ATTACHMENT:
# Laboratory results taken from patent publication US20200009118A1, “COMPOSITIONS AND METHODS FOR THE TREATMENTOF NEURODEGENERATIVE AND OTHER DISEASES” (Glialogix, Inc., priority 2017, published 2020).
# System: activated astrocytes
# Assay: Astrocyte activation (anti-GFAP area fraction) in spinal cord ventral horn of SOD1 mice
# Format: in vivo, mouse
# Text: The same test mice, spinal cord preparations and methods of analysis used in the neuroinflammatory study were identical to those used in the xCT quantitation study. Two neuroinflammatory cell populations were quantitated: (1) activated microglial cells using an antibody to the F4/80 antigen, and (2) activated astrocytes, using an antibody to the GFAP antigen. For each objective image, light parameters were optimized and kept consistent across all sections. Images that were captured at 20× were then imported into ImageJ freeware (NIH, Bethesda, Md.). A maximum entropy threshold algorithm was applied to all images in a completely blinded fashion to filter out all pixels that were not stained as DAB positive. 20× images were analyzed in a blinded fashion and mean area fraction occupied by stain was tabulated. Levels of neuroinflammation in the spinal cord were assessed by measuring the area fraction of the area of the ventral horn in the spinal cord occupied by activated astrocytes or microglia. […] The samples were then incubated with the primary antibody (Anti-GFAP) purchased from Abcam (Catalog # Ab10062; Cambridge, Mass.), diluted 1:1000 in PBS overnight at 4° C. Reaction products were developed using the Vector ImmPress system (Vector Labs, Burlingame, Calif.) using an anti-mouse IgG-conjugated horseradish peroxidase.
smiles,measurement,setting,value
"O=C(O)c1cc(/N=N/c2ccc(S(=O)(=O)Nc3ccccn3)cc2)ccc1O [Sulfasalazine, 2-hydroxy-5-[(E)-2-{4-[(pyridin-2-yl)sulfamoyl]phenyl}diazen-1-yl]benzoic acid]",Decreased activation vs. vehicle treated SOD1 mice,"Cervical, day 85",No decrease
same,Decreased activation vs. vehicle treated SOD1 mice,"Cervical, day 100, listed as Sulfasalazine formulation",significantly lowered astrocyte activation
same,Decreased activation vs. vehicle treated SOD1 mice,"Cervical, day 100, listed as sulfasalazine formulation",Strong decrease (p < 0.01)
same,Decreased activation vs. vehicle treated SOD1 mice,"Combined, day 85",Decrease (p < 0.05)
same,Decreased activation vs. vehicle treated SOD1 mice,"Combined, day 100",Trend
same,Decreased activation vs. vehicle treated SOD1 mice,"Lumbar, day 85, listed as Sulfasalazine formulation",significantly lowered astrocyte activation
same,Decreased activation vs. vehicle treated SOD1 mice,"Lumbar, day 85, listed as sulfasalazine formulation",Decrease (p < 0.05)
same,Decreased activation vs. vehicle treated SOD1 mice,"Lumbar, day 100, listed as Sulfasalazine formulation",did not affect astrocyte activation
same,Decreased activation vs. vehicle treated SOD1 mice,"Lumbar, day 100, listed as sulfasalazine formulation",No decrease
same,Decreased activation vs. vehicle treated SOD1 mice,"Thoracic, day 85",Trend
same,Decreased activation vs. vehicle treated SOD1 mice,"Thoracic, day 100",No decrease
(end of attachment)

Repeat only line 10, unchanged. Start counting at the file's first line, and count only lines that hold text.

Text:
same,Decreased activation vs. vehicle treated SOD1 mice,"Combined, day 85",Decrease (p < 0.05)